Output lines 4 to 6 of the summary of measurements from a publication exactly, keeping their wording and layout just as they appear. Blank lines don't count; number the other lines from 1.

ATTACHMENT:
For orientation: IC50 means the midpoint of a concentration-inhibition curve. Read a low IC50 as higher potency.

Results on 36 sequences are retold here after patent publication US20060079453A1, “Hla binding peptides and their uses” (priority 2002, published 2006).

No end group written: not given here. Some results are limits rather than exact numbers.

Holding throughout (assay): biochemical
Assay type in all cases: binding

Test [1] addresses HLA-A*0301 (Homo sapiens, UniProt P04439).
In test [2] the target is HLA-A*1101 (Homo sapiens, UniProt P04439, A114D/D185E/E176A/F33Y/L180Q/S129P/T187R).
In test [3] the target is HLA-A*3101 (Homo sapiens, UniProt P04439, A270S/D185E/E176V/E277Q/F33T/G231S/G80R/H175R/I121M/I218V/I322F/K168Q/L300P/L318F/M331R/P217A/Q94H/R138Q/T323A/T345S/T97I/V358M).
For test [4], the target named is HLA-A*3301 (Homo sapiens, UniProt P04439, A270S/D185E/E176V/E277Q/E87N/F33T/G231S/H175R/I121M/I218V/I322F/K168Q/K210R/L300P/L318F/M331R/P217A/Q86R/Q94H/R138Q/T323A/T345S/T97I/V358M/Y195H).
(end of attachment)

Holding throughout (assay): biochemical
Assay type in all cases: binding

Test [1] addresses HLA-A*0301 (Homo sapiens, UniProt P04439).